I.I.I. chief actuary Jim Lynch offers his perspective on how insurers are responding to climate change:

The insurance industry got a report card this week on a test I’m not sure they knew they were taking. And the grading curve was, in my opinion, harsh.

Ceres, a nonprofit group that promotes sustainable business practices, rated 330 insurers – life, health and property/casualty – on how well they are responding to climate change.

Before I wade further into the topic, it is important to acknowledge that insurance companies and their managers have a range of opinions on global warming that is as wide as the opinions of Americans overall on the topic. There is no insurance industry position, though there are individuals and companies with strong opinions – just as with all Americans.

On a four-point scale, nine companies got the highest mark (“leading”): Ace, Munich Re, Swiss Re, Allianz, Prudential, XL Group, The Hartford Financial Services Group, Sompo Japan and Zurich. Matthew Sturdevant of the Hartford Courant does a nice job rounding up how these firms earned their grade.

Ceres gave “minimal” or “beginning” rankings to 276 insurers, 84 percent on my calculator. The New York Times played up that aspect. But the analysis may be skewed because of the source of the rankings and how Ceres adapted that source.

Ceres took a National Association of Insurance Commissioners (NAIC) survey that six states require on climate change. The survey consists of eight yes-or-no questions, each of which follows up with why the insurer answered as it did. The follow-up questions are open-ended – companies can respond with as little or as much information as they like.

The questions help regulators when they assess a company’s enterprise risk management, specifically how hard a company looks for potential problems that might not hit them until years from now. Climate change certainly has that potential.

Ceres took those answers and graded them on its own criteria, resulting in six scores from 1 to 4, which it then re-summarized into a single grade.

Boiling a complex set of open-ended answers is tricky enough, but Ceres has, in my opinion, misused the NAIC survey, which is supposed to help regulators understand how well insurers are considering climate change in their risk management, not whether insurers are acting as stewards of the environment.

So it doesn’t seem like Ceres is giving a fair test. Insurers are answering questions on how climate change might affect their business then being rated on how their actions will reduce carbon emissions. It’s like being told to write an essay, then being graded on penmanship.

How could this skew results? Some insurers are minimally exposed to climate change, so it would not be prudent risk management for them to devote valuable resources to the issue. Medical malpractice writers are an obvious example. Climate change might be important to the world at large, but how relevant is it to the operation of a medical malpractice writer?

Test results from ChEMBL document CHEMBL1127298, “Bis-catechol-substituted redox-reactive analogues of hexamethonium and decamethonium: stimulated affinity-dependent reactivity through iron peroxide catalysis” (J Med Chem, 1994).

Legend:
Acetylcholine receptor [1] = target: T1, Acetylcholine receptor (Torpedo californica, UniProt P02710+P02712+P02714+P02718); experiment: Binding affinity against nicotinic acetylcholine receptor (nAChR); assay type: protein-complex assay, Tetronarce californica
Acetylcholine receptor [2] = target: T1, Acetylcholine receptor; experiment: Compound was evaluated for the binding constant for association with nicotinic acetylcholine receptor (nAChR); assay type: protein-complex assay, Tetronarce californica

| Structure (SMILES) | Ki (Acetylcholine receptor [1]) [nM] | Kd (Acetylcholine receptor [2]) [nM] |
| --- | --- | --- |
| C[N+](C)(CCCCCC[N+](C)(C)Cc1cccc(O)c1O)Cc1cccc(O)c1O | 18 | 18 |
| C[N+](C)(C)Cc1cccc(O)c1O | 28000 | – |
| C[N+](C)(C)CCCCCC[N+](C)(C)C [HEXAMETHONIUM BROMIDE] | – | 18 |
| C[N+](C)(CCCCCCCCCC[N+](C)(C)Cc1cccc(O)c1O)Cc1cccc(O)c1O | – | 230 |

Property insurers are in a different boat, pardon the irresistible pun. Rising sea levels and growing weather extremes are important developments, and it would seem a prudent coastal writer would consider whether those trends will continue, abate or accelerate. A company that writes worldwide has still more to think about, as climate trends would affect other countries more than our own.

Seen that way, it makes perfect sense that some large, multinational insurers are concerned about climate change while small writers not exposed to property insurance are less so.

On the life/health side, there is a signal-to-noise problem. Climate change appears to have an impact on mortality, but it’s really small. A 2011 Brookings study suggested that climate change will increase U.S. age adjusted mortality rates by about 3 percent over the next 85 years or so. That rate has declined by 1 percent per year over the past 35 years. So the impact of climate change on mortality is likely to be overwhelmed by other forces at work.

That’s not to say that life expectancies outside the U.S. won’t be affected more. But a life insurer that only writes U.S. risks might not want to incorporate climate change-induced mortality changes from, say, Australia, into its business model.

Regardless, life insurers have a built-in mortality hedge in pairing annuity sales with life insurance. People who die sooner drive life insurance profits lower. But they push annuity profits higher, and vice versa. Combine that with the small impact of climate change on U.S. mortality and it makes perfect sense that a great many U.S. life insurers have decided that climate change doesn’t form a central part of their risk management strategy.

Health insurers are in a similar situation. Gradual changes in health have small effects on their business, and those changes can be easily adjusted to year by year. Pandemics are a bigger risk, so risk management efforts focus there.

That helps explain why health and life insurers didn’t score as high as property/casualty insurers. They have less at stake.